Q: [School-Age] My daughter sustained her third concussion during soccer and I want her to stop playing soccer all together because I’m worried about re-injury. Is retiring her from sports a right decision?
A: The decision to discontinue a child from playing contact sports is one of the greatest challenges for parents. There’s also the all too common question, “how many concussions is too many?” and the fact of the matter is that the current state of research just doesn’t know the answer. With that being said, there are numerous factors to consider when making the decision to retire your child from a sport, not simply the number of concussions.
While there are no known guidelines that can definitively ‘disqualify’ an athlete from sports, retirement decisions must be approached on a case-by-case basis and involve a team of medical and healthcare providers with expertise in pediatric concussion and traumatic brain injury. The retirement decision-making process often involves a number of medical and nonmedical considerations that take form in lengthy discussions between the athlete, family, and medical team. Some medical factors to consider include the athlete’s concussion history (e.g., characteristics of each injury, duration of symptoms, recovery patterns, intervals between concussions, injury thresholds, neuroimaging findings, etc.), as well as careful estimation of the overall risk of continued participation. The nature of the medical discussion also differs depending on the athlete’s age, personal and family medical history, level of sport, and skill level.
Understandably, caring and concerned parents are worried about the potential impact ending sports will have on their child’s psychological well-being. Many high school and school age athletes have made extraordinary sacrifices to participate in a sport and their participation has largely shaped their identities and social networks. For some athletes, their athletic talents have been nurtured for many years and they have high hopes of making sports a career-culminating experience. Playing sports also brings with it many health and self-esteem benefits as well. As such, retirement discussions should explore the value of the sport for the athlete and the psychological risks of discontinuing sport.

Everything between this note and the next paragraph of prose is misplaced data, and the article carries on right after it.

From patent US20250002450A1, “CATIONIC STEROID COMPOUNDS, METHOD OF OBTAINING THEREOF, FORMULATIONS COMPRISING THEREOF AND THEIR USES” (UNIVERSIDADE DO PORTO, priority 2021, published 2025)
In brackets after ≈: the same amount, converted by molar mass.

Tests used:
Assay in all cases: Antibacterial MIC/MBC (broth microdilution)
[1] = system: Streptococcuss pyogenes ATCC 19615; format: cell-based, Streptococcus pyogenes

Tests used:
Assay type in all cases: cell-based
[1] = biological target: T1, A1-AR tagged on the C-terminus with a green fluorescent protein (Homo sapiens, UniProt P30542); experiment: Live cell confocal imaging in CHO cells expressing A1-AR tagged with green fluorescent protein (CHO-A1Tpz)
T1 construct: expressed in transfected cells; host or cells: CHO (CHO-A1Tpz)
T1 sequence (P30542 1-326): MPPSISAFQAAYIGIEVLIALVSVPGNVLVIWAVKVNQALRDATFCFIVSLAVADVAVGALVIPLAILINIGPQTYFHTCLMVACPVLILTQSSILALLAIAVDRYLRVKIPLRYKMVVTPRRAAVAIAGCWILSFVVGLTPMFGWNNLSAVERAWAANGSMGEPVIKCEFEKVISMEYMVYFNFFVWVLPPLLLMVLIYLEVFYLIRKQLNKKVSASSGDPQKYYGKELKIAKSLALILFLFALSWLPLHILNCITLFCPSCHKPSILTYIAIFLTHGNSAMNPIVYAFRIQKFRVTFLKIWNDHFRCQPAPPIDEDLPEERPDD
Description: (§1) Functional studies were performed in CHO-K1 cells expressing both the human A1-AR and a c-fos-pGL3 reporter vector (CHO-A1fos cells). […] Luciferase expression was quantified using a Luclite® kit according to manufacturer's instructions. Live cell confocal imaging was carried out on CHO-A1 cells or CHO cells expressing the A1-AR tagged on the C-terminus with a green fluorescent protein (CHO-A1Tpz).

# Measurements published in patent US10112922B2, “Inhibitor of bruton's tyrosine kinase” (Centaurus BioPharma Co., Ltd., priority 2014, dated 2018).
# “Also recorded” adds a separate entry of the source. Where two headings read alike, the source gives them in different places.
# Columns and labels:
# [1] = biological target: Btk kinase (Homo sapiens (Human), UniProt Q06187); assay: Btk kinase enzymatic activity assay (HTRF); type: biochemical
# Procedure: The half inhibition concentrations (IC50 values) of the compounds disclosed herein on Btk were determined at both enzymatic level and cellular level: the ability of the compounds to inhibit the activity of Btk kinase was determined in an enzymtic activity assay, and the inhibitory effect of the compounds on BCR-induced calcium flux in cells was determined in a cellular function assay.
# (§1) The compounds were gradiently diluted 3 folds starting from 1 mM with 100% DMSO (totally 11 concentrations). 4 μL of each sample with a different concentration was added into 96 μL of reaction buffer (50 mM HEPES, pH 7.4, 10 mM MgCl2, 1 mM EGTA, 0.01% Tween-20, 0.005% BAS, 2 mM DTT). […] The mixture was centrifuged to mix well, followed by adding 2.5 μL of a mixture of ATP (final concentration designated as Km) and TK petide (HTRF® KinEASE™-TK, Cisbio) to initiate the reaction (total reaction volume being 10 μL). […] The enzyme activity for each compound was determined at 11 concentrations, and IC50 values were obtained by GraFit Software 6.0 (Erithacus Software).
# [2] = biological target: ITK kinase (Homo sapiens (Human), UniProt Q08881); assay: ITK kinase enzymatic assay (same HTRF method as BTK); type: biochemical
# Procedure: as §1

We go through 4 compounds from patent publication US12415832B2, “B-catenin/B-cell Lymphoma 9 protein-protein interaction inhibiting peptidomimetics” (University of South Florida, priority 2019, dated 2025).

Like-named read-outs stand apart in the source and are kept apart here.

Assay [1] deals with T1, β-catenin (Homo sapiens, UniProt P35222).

The choice to retire an athlete from sports should depend on a number of medical and nonmedical considerations, not just the number of concussions. Such decisions should be made jointly between the athlete, family, and multiple healthcare providers that are well versed in concussion research and the psychology of athletes. While we want our children to be active and engaged in sports, safety always comes as a first priority.
Shaleise Collier, PhD is a pediatric neuropsychologist and Director of the Concussion Service at the Center for Learning in Irvine, CA. She provides treatment and evaluation services to youth with neurological and neurodevelopmental conditions.